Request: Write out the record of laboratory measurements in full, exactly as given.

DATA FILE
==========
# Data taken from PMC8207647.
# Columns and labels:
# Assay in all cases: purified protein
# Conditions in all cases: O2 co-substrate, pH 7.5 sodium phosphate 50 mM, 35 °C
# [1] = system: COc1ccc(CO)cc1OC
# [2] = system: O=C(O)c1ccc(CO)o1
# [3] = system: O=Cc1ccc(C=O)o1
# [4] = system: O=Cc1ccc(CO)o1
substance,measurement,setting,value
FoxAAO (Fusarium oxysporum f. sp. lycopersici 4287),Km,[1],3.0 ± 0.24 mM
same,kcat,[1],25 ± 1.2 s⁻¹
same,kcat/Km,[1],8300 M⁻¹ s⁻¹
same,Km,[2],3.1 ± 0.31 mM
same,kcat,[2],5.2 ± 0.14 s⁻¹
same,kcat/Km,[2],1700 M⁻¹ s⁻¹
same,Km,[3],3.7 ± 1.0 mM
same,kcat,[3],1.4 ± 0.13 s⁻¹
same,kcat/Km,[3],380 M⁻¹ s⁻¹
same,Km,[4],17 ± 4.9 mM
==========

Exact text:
# Data taken from PMC8207647.
# Columns and labels:
# Assay in all cases: purified protein
# Conditions in all cases: O2 co-substrate, pH 7.5 sodium phosphate 50 mM, 35 °C
# [1] = system: COc1ccc(CO)cc1OC
# [2] = system: O=C(O)c1ccc(CO)o1
# [3] = system: O=Cc1ccc(C=O)o1
# [4] = system: O=Cc1ccc(CO)o1
substance,measurement,setting,value
FoxAAO (Fusarium oxysporum f. sp. lycopersici 4287),Km,[1],3.0 ± 0.24 mM
same,kcat,[1],25 ± 1.2 s⁻¹
same,kcat/Km,[1],8300 M⁻¹ s⁻¹
same,Km,[2],3.1 ± 0.31 mM
same,kcat,[2],5.2 ± 0.14 s⁻¹
same,kcat/Km,[2],1700 M⁻¹ s⁻¹
same,Km,[3],3.7 ± 1.0 mM
same,kcat,[3],1.4 ± 0.13 s⁻¹
same,kcat/Km,[3],380 M⁻¹ s⁻¹
same,Km,[4],17 ± 4.9 mM